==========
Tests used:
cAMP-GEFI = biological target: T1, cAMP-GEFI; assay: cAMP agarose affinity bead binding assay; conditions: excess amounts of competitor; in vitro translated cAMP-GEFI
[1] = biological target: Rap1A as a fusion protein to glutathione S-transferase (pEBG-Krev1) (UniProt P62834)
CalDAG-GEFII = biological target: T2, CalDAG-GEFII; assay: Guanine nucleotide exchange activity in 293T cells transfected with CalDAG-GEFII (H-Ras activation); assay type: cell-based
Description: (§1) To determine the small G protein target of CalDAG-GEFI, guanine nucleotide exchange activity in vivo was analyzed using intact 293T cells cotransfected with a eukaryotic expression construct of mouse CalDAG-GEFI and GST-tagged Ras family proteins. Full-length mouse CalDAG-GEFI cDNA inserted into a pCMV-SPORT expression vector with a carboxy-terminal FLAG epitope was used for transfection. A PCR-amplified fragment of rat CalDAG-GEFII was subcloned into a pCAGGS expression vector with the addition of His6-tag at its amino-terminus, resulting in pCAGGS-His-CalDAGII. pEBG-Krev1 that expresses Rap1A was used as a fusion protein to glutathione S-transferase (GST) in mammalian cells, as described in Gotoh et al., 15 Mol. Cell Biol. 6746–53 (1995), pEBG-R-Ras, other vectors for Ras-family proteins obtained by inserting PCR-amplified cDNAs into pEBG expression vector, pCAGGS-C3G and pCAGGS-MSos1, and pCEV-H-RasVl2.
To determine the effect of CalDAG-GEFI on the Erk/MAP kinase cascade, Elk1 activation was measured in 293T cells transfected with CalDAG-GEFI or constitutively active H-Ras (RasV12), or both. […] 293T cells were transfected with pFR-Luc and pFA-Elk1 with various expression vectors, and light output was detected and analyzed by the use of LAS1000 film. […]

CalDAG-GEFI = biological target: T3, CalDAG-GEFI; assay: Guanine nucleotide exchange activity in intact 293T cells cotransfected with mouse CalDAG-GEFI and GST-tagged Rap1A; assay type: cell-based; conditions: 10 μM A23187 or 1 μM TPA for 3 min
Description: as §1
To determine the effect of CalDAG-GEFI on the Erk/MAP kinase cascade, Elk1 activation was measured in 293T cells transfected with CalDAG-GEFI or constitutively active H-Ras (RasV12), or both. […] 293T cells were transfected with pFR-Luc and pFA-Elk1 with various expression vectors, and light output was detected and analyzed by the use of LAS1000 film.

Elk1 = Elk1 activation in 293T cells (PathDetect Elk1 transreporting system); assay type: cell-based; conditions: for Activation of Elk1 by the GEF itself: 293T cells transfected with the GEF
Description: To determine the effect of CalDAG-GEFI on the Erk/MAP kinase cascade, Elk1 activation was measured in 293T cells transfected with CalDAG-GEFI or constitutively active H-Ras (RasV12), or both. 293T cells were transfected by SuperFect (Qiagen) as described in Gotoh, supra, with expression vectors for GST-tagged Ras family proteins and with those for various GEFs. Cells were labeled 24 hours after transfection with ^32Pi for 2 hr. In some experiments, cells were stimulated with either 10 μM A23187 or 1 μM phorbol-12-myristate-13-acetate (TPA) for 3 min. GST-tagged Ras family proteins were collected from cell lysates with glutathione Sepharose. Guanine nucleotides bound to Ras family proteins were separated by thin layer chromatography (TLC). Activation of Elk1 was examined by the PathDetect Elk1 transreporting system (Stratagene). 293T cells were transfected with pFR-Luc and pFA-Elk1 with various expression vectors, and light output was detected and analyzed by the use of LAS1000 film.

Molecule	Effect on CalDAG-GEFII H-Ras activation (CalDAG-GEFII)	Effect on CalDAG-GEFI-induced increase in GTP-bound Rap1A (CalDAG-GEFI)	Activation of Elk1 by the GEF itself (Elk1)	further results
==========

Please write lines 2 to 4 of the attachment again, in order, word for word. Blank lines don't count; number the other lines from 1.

cAMP-GEFI = biological target: T1, cAMP-GEFI; assay: cAMP agarose affinity bead binding assay; conditions: excess amounts of competitor; in vitro translated cAMP-GEFI
[1] = biological target: Rap1A as a fusion protein to glutathione S-transferase (pEBG-Krev1) (UniProt P62834)
CalDAG-GEFII = biological target: T2, CalDAG-GEFII; assay: Guanine nucleotide exchange activity in 293T cells transfected with CalDAG-GEFII (H-Ras activation); assay type: cell-based